The worst bit came on Monday morning when no-one believed my explanation as to why there was a wrecked desk and monitor, a chair with two broken wheels and a filing cabined that had somehow got involved and needed cutting open with a hacksaw as it was so badly dented two drawer were jammed. I was not inclined to demonstrate and still am not sure how I managed to get stuck in that position let alone get out of it.

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Re: Not so much on call

Which is why nobody should ever be lone working.

Things can go oh so very badly wrong even when you're sat at a desk.

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Early hours of the morning

While I was working in the support center of one of the major IT suppliers, I was awakened by the pager in the small hours of the morning.

When responding to the call center, the operative said "I hope you don't mind, but the customer has asked who was on standby before they placed the call". Obviously, the customer had different opinions about the people who were on the standby rota. Apparently, I had passed their vetting, and I called them up.

I then spent about 20 minutes listening to the details of the problem, interspersing a few appropriate noises. At the end of this, the customer said "OK, I think I know what I need to do now".

I said, "But I've not given you any help or assistance", to which she replied "No, but you let me describe the problem to someone who would understand it, which has allowed me to think it through".

I said that I would be available if she needed to call me again, and she thanked me, and hung up. I did not hear from her again that night, so her solution must have worked. Easiest call-out I ever had.

I came across her again several years later after I had started contracting. Apparently, my CV passed across her desk for a role they were trying to recruit, and she remembered me (not just form the call described above, but from other support calls). I got a rather bemused agent on the phone, who said that she's called them unprompted to say that the role was mine if I wanted it, without any interview, and at the highest rate he'd been told to recruit at.

Unfortunately, it was London based, and I was not looking a role in the Capital. Still, it's nice to be appreciated sometimes.

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Re: Early hours of the morning

I've noticed that once you reach a certain level in this business, reputation counts for a lot more than qualifications or a well polished CV.

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Re: Early hours of the morning

"I then spent about 20 minutes listening to the details of the problem, interspersing a few appropriate noises. At the end of this, the customer said "OK, I think I know what I need to do now".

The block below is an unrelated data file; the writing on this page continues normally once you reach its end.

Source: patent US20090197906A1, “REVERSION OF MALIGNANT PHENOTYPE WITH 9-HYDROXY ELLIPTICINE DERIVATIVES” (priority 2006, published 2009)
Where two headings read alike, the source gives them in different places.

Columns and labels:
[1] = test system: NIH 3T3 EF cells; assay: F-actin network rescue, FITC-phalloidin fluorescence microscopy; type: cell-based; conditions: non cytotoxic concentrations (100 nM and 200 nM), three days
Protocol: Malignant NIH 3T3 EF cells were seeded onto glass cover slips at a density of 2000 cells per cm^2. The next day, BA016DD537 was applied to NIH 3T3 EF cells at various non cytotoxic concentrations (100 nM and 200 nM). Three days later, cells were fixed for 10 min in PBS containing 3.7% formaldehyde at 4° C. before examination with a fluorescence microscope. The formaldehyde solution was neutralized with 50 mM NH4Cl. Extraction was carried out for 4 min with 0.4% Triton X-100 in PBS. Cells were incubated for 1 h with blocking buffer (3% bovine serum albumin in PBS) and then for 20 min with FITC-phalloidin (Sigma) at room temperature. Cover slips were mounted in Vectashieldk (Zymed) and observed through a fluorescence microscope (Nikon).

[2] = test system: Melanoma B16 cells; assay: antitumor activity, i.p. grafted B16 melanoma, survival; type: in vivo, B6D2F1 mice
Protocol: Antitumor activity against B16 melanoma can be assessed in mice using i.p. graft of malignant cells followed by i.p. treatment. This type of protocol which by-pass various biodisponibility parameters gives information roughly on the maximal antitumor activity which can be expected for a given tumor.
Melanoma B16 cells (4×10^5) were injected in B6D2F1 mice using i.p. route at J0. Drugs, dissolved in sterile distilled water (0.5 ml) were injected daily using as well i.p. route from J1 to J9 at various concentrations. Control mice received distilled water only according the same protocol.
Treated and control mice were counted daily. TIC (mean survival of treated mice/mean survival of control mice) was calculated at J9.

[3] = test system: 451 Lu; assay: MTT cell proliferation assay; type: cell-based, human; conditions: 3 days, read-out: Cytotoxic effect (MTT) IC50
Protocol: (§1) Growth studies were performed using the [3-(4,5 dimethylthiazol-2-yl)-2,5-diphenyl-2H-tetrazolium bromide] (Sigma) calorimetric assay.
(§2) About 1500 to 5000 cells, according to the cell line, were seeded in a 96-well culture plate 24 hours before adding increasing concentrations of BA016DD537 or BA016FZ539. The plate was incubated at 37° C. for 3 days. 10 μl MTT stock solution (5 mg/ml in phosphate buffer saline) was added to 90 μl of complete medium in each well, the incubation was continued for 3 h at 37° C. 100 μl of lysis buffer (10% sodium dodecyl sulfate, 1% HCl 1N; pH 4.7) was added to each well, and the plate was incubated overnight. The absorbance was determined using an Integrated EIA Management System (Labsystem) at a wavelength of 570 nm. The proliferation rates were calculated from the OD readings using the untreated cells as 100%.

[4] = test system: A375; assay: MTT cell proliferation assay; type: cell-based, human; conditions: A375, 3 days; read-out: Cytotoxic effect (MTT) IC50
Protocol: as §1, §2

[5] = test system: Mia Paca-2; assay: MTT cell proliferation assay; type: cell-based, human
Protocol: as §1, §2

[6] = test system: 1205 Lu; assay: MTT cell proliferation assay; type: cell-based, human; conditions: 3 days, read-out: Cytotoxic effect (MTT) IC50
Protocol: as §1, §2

I said, "But I've not given you any help or assistance", to which she replied "No, but you let me describe the problem to someone who would understand it, which has allowed me to think it through".

I've done that myself a few times over the years. You try everything in your arsenal to get the job done 'till eventually you give up and phone for help from your team. Sometimes, just the act of dialling the phone brings the eureka moment, sometimes you get as far as actually speaking to someone. The brain can be a strange thing at times, especially at stupid'O'clock in the morning.

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Strange phone call at work

I received a call that the switchboard had put through to me because the name matched. The garage told me that my car was ready, but my car was not in for repair. It turned out that the car owner lived a dozen miles from me. So how did they get my work number, since there was nothing to link me to the company (so soon after joining, and, in 1983, so no Internet presence)?

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Anonymous Coward

hmm it occurs to me much mischief could be made by scouring company, and more likely gov / edu websites for "on call number" .

perhaps if you own Technical support are no help , someone elses could be ....

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The ex-contractor

We had a contractor come work for us who was apparently a Domino expert, he was coming up from London to Glasgow, so a bit of helping him with letting agents and stuff went on and he got to work.

Only he didn't provide any skills training to anyone (core part of his contract) disappeared at odd times and generally was a pain while telling everyone he was a genius, but his skillset stopped at the Domino console, even basic tasks seemed beyond him (pasting text into excel, adding a print queue).

Anyway after 6 months he was let go and off he went, still muttering about how everyone else was no good and he was the genius...

skip forward three weeks and the weekend shift lead gets a ping from a lad in India "x is on the line and wants to know when y will be back from lunch"

"why is he calling that line?"

"oh he often calls in to speak to y and his team"

Transpires he'd got a new gig and was calling up people in our Domino support group for guidance on how to do tasks!

We invoiced him, he never called back

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Re: The ex-contractor

Sounds like his Domino expertise was limited to how much cheese to put on the pizza and someone mis-read his CV.

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Get a room! But not the server room!

When I was at university many years ago I ran the computer network of the Electrical Engineering department (long story, involving a VMS admin who had tried to run the Unix systems with disastrous results and I got drafted to take his place on the Unix systems because my systems had never been under his administration and everyone liked how they worked).